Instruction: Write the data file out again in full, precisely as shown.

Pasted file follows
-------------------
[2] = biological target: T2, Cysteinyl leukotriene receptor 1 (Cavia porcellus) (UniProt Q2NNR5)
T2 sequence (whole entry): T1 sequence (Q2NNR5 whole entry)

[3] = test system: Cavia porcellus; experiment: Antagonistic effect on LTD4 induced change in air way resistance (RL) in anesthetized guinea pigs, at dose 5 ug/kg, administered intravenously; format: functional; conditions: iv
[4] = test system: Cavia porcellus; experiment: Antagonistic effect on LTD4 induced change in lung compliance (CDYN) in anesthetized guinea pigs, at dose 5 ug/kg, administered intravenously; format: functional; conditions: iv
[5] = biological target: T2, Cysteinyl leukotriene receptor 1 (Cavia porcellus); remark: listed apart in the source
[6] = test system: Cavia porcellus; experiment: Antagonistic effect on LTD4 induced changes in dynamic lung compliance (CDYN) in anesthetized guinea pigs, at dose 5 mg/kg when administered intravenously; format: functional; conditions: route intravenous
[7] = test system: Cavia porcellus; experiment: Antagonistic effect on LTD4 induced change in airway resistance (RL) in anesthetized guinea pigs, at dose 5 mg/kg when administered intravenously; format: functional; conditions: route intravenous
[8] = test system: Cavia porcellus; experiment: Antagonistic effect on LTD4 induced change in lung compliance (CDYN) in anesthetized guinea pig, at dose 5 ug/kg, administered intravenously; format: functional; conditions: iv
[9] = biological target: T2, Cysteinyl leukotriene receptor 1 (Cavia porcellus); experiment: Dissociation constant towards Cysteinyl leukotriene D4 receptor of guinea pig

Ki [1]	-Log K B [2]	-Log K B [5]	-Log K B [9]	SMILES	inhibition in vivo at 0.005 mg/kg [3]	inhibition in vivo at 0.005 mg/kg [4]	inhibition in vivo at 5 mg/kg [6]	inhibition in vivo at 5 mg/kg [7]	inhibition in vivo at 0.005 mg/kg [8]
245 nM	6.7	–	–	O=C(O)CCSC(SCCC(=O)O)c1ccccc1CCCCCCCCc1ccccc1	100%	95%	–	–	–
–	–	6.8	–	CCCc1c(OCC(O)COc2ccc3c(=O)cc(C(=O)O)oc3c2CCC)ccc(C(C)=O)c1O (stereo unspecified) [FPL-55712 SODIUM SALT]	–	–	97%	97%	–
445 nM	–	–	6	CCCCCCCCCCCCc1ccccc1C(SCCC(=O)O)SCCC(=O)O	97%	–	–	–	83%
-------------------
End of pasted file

[2] = biological target: T2, Cysteinyl leukotriene receptor 1 (Cavia porcellus) (UniProt Q2NNR5)
T2 sequence (whole entry): T1 sequence (Q2NNR5 whole entry)

[3] = test system: Cavia porcellus; experiment: Antagonistic effect on LTD4 induced change in air way resistance (RL) in anesthetized guinea pigs, at dose 5 ug/kg, administered intravenously; format: functional; conditions: iv
[4] = test system: Cavia porcellus; experiment: Antagonistic effect on LTD4 induced change in lung compliance (CDYN) in anesthetized guinea pigs, at dose 5 ug/kg, administered intravenously; format: functional; conditions: iv
[5] = biological target: T2, Cysteinyl leukotriene receptor 1 (Cavia porcellus); remark: listed apart in the source
[6] = test system: Cavia porcellus; experiment: Antagonistic effect on LTD4 induced changes in dynamic lung compliance (CDYN) in anesthetized guinea pigs, at dose 5 mg/kg when administered intravenously; format: functional; conditions: route intravenous
[7] = test system: Cavia porcellus; experiment: Antagonistic effect on LTD4 induced change in airway resistance (RL) in anesthetized guinea pigs, at dose 5 mg/kg when administered intravenously; format: functional; conditions: route intravenous
[8] = test system: Cavia porcellus; experiment: Antagonistic effect on LTD4 induced change in lung compliance (CDYN) in anesthetized guinea pig, at dose 5 ug/kg, administered intravenously; format: functional; conditions: iv
[9] = biological target: T2, Cysteinyl leukotriene receptor 1 (Cavia porcellus); experiment: Dissociation constant towards Cysteinyl leukotriene D4 receptor of guinea pig

Ki [1]	-Log K B [2]	-Log K B [5]	-Log K B [9]	SMILES	inhibition in vivo at 0.005 mg/kg [3]	inhibition in vivo at 0.005 mg/kg [4]	inhibition in vivo at 5 mg/kg [6]	inhibition in vivo at 5 mg/kg [7]	inhibition in vivo at 0.005 mg/kg [8]
245 nM	6.7	–	–	O=C(O)CCSC(SCCC(=O)O)c1ccccc1CCCCCCCCc1ccccc1	100%	95%	–	–	–
–	–	6.8	–	CCCc1c(OCC(O)COc2ccc3c(=O)cc(C(=O)O)oc3c2CCC)ccc(C(C)=O)c1O (stereo unspecified) [FPL-55712 SODIUM SALT]	–	–	97%	97%	–
445 nM	–	–	6	CCCCCCCCCCCCc1ccccc1C(SCCC(=O)O)SCCC(=O)O	97%	–	–	–	83%